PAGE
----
Eight main reasons why people become investment bankers
There are different reasons why individuals become investment bankers. Chance plays a role, but deep-seated motivations are usually the determining factor.
These motivations explain why so many bankers agree to work unusually long hours, put up with abnormally high levels of stress and sacrifice personal and leisure time. Take a look at the faces of people who have been in the business for over 10 years, especially in a front office role. Some wear their sacrifice on their faces. Most are probably 10 years younger than they look.
So why do some accept, amongst other things, the stress-induced premature aging that comes with the territory?
1. Brain washing
In the case of university students, the urge to work in finance usually stems from being mesmerized by the words and tone of voice of recent grads in polished suits at campus recruitment events. Never mind that the speaker has had cramps for the past month, working round the clock to make a deal happen.
If you consider it safe to be employed and risky to be an entrepreneur, then investment banking can be considered one of the best safe bets in terms of compensation.
From fine Asian restaurants serving mouth-watering black cod with miso and expensive French wine to luxury hotels nestled on hilltops in remote exotic islands, the list of activities enjoyed by bankers is out of reach to people in lower-paying industries.
Many bankers love knowing that their friends refer to them as a high flying finance guy/girl. I’ve known some who’ll complain about the job on a daily basis and carry their utter disdain for their work life on their foreheads. But when you run into them at a rooftop lounge on a Friday evening surrounded by an attractive young crowd of non-finance people, you’ll hear them describe what they do as if they’re Thomas Crown or James Bond.
Some people know they want to work in finance from a young age. True, it’s rare but when you meet them in a bank you’ll recognize it. More often than not, they’re very sharp. Everyone in the team will either love or hate them. There is no in between. At a junior level (i.e., analyst/associate), they are typically the guys who make far fewer mistakes in presentations and models, digest information and data the quickest and generally appear to feel most at home.
For some, a career in finance is expected from a young age. That was certainly the case with Guillaume, a Swiss M&A analyst I met in London during training.
Guillaume: “Most of our family friends are in finance. My father is a private banker. My older brother is a hedge fund analyst. The pay maintains the lifestyle we like. The lifestyle our friends also have, bien sur.”
He tells me this as he brandishes a ring with his family crest on it, oblivious to the fact that there are 30-year-old dotcom-ers who have made more in five years than his ancestry combined.
The people in this group are those who’ve planned the mission from day one and see investment banking as a necessary tour of duty. They’ve given themselves two or three years to learn as much as possible about finance, hone their presentation and Excel skills, add some eyebrow-raising bullet points in their resume and get out before it’s too late.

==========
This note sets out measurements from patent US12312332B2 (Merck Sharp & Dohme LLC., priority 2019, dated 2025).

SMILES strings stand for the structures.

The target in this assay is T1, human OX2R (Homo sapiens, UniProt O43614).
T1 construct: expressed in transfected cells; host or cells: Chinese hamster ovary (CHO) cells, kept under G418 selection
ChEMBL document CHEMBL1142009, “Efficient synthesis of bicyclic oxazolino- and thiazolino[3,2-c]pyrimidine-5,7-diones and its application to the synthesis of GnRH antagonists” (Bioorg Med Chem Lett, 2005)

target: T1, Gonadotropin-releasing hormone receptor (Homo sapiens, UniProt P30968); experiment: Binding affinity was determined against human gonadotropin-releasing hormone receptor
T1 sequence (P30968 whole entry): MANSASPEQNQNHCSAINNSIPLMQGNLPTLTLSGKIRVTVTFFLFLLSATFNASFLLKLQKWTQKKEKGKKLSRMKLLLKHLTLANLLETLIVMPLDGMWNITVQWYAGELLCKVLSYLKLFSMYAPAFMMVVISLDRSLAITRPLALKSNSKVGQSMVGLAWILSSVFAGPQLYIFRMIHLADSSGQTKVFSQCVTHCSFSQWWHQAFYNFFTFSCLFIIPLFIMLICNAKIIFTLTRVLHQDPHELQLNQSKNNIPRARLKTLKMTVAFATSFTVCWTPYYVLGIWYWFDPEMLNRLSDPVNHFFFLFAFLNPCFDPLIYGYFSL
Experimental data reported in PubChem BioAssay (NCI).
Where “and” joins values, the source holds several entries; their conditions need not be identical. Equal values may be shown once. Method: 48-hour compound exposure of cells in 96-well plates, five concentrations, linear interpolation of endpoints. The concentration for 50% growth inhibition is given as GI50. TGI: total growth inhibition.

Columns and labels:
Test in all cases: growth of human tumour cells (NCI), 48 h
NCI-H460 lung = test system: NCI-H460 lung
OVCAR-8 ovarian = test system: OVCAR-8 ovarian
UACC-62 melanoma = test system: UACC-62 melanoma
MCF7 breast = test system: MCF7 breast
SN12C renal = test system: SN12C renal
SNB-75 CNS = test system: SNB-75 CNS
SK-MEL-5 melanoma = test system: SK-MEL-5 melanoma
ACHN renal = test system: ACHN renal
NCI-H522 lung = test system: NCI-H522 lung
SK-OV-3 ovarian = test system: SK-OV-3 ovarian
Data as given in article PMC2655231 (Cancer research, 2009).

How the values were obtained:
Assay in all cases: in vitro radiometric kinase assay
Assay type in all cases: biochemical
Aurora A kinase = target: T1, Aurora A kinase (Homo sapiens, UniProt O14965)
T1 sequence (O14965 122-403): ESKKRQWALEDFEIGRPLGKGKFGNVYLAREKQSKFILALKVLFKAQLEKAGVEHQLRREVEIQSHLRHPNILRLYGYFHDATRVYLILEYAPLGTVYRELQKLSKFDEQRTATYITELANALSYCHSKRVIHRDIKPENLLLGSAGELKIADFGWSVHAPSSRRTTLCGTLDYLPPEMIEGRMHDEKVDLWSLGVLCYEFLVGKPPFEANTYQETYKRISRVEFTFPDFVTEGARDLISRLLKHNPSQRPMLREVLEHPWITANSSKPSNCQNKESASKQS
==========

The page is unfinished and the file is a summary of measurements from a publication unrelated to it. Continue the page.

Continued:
Once the tour of duty comes to an end, they tend to head back to college for graduate studies, launch a start-up, spend a year backpacking around Latin America flirting with locals, set about writing an ebook they’ll make available for download on a personal blog for $39.99, move into an Ashram in Uttar Pradesh and massage each other thinking it will lead to enlightenment and practice minimalism, etc.
Sadly, only some of these people fulfill their mission. Everybody reading knows what I’m talking about. To those in the business: how many times have you told yourself, "just one more year… just one more bonus"? To those who have friends in the business: how many times have you heard them insist they’ll soon leave their job? Most end up MIA (missing in action). Once behind enemy lines and captured, people slowly forget the original plan, easily overshadowed by the perks of the job. That is precisely what happened to Carlos, a friend of a friend.
He was on a two-year plan. So he said. Six years later – though you’d think it'd be more like 15 years looking at his face and what’s left of his hair – he still insists departure is imminent.
One attraction of working in an investment bank is that you’re sure to work alongside some bright minds. The reason for that is very simple –> investment banking promises enormous wealth and an exciting career –> therefore, it attracts some of the sharpest, most intelligent and driven individuals in academia and the workplace.
I can’t deny that I’ve met some impressive people in banking. However, I’ve also met a great deal of legendary imbeciles.
About the author: The ibanker is a former bulge bracket investment banker who founded a family office-backed investment firm which provides specialized services to sovereign wealth funds and family offices across the globe.
The ibanker has co-founded several Internet start-ups and undergoes regular actor training at the Royal Academy of Dramatic Arts for fun. A version of this article first appeared on his blog, here.
Editor's Note: This article first appeared on our UK site but we felt it was applicable here as well.